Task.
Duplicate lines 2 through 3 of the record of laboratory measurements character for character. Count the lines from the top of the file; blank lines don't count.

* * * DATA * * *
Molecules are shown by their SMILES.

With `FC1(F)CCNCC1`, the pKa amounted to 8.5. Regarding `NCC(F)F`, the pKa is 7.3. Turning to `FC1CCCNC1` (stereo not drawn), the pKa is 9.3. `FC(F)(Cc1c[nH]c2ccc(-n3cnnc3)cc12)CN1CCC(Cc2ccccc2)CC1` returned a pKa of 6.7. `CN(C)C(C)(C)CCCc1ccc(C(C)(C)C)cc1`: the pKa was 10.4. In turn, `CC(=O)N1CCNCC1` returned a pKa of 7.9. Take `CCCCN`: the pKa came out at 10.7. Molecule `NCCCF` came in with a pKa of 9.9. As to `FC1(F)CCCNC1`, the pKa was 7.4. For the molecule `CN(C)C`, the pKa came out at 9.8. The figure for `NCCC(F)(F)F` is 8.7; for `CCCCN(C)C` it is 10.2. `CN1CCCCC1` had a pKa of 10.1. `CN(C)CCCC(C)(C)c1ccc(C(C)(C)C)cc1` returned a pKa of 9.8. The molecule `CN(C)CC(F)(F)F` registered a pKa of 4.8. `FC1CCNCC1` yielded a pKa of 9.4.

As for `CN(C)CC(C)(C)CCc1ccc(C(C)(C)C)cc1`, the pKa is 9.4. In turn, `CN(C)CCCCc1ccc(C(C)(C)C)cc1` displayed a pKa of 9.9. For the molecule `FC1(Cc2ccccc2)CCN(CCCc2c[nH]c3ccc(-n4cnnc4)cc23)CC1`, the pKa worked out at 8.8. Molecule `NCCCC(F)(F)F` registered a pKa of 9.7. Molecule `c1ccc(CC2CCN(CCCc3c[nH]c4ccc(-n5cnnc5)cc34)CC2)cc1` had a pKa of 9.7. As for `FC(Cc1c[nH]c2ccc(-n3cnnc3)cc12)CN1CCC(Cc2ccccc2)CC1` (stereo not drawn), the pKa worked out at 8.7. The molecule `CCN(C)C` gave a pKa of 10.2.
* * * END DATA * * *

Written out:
With `FC1(F)CCNCC1`, the pKa amounted to 8.5. Regarding `NCC(F)F`, the pKa is 7.3. Turning to `FC1CCCNC1` (stereo not drawn), the pKa is 9.3. `FC(F)(Cc1c[nH]c2ccc(-n3cnnc3)cc12)CN1CCC(Cc2ccccc2)CC1` returned a pKa of 6.7. `CN(C)C(C)(C)CCCc1ccc(C(C)(C)C)cc1`: the pKa was 10.4. In turn, `CC(=O)N1CCNCC1` returned a pKa of 7.9. Take `CCCCN`: the pKa came out at 10.7. Molecule `NCCCF` came in with a pKa of 9.9. As to `FC1(F)CCCNC1`, the pKa was 7.4. For the molecule `CN(C)C`, the pKa came out at 9.8. The figure for `NCCC(F)(F)F` is 8.7; for `CCCCN(C)C` it is 10.2. `CN1CCCCC1` had a pKa of 10.1. `CN(C)CCCC(C)(C)c1ccc(C(C)(C)C)cc1` returned a pKa of 9.8. The molecule `CN(C)CC(F)(F)F` registered a pKa of 4.8. `FC1CCNCC1` yielded a pKa of 9.4.

As for `CN(C)CC(C)(C)CCc1ccc(C(C)(C)C)cc1`, the pKa is 9.4. In turn, `CN(C)CCCCc1ccc(C(C)(C)C)cc1` displayed a pKa of 9.9. For the molecule `FC1(Cc2ccccc2)CCN(CCCc2c[nH]c3ccc(-n4cnnc4)cc23)CC1`, the pKa worked out at 8.8. Molecule `NCCCC(F)(F)F` registered a pKa of 9.7. Molecule `c1ccc(CC2CCN(CCCc3c[nH]c4ccc(-n5cnnc5)cc34)CC2)cc1` had a pKa of 9.7. As for `FC(Cc1c[nH]c2ccc(-n3cnnc3)cc12)CN1CCC(Cc2ccccc2)CC1` (stereo not drawn), the pKa worked out at 8.7. The molecule `CCN(C)C` gave a pKa of 10.2.